Tuesday, 01 November 2022 12:55

31.10.2022 - Need for Reparations to Those Pardoned but Kept Imprisoned Beyond Their Periods of Legal Incarceration

The release of eight long term LTTE prisoners held under the Prevention of Terrorism Act by the government through a presidential pardon is a goodwill gesture that can contribute to the national reconciliation process.  This presidential pardon needs to be commended as some of the prisoners have spent more than two decades in imprisonment. At least four previous governments have balked from doing this despite protests and pleadings from their families and national and international human rights organisations even from Geneva.

Three of those released had been convicted of trying to assassinate former President Chandrika Kumaratunga who was blinded in an eye by the bomb attack.  Prior to releasing them through a presidential pardon signed by President Ranil Wickremesinghe, the government has ascertained the sentiments of the former president and obtained her consent.  Former president Kumaratunga has demonstrated the magnanimity that is required to bring healing to our tortured and divided country and people.

In a shocking admission the presidential secretariat has stated that four of the eight prisoners had served longer prison terms than their court-ordered sentences.  “Three prisoners had been sentenced to 30 years in prison and had served 22 years, one prisoner who had been sentenced to 11 years and had served 14 years, one who has been sentenced to 10 years and had also served 14 years, two prisoners who were sentenced to five years but had served for14 years, were among those who received a presidential pardon.”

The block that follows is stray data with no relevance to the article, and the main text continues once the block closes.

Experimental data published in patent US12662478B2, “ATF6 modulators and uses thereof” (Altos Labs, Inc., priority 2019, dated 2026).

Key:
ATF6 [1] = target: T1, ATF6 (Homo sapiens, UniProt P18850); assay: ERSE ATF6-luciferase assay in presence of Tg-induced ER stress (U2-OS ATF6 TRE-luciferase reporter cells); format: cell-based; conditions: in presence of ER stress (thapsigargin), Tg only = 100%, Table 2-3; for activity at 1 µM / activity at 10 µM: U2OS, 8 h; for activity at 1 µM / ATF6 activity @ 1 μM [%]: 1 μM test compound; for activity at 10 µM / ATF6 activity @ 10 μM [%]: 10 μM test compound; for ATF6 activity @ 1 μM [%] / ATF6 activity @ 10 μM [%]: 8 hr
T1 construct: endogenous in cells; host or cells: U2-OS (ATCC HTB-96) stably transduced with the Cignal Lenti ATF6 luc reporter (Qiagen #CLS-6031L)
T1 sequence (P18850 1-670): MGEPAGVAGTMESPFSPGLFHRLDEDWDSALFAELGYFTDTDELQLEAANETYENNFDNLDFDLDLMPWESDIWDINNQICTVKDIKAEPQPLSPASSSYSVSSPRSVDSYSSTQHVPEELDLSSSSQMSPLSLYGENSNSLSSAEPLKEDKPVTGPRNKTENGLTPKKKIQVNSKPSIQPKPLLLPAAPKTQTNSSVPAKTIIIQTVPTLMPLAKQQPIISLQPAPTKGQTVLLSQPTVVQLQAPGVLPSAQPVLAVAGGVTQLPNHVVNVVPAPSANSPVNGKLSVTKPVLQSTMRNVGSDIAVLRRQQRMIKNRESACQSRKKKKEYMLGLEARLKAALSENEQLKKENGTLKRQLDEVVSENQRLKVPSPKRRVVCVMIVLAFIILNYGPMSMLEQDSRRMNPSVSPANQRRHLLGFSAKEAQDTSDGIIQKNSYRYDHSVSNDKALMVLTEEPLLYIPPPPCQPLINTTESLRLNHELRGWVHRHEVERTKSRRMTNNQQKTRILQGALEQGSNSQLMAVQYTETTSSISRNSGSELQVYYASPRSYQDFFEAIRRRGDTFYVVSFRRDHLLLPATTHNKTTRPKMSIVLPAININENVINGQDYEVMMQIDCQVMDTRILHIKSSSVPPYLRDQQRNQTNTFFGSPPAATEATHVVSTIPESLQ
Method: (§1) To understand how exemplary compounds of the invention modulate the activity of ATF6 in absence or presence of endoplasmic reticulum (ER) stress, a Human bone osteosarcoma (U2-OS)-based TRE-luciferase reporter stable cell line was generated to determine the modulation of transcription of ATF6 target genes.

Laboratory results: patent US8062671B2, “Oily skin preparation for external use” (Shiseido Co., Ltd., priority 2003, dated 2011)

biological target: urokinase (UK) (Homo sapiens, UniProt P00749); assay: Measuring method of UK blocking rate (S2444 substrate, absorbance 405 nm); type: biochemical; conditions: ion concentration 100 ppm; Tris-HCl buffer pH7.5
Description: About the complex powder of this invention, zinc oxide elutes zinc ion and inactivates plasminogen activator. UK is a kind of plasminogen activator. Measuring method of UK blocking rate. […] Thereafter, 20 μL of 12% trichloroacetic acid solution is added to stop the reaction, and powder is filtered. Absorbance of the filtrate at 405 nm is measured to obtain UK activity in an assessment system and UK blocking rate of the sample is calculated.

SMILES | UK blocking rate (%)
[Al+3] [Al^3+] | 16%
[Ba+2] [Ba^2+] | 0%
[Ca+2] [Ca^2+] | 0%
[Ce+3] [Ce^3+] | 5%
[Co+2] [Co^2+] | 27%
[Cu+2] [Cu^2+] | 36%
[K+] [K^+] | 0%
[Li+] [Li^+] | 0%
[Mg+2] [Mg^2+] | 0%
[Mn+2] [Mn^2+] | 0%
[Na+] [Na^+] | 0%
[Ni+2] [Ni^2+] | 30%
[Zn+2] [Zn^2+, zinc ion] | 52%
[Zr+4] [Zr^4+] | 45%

This would appear to be a serious violation of human rights in terms of international human rights covenants and an intolerable abuse of power by those who kept them incarcerated in this manner for a long period of time. It is unfortunate that for some prisoners, completing their sentences does not mean that they are free. Denying prisoners’ freedom for years past their completed sentences demonstrates contempt of the rule of law and the powerlessness of the victims. These are human beings who have lives and families to go back to and should not face the cruel and unlawful prospect of incarceration beyond their court-ordered terms.

The weakness of the justice system in Sri Lanka with the police, prison and probation departments working separately and with very little coordination though they work for the same objectives is highlighted by this revelation. Regardless of how this happened, the National Peace Council requests the government to release them as soon as possible, as it is known that a large number of victims of this type are being held in prisons without prosecution. By keeping them in prison, there will be a need to pay compensation considering the number of years lost to the victims. If the government is willing to take such positive action, we are also willing to support the resolution of such problems.

Governing Council
The National Peace Council is an independent and non partisan organization that works towards a negotiated political solution to the ethnic conflict in Sri Lanka. It has a vision of a peaceful and prosperous Sri Lanka in which the freedom, human rights and democratic rights of all the communities are respected. The policy of the National Peace Council is determined by its Governing Council of 20 members who are drawn from diverse walks of life and belong to all the main ethnic and religious communities in the country.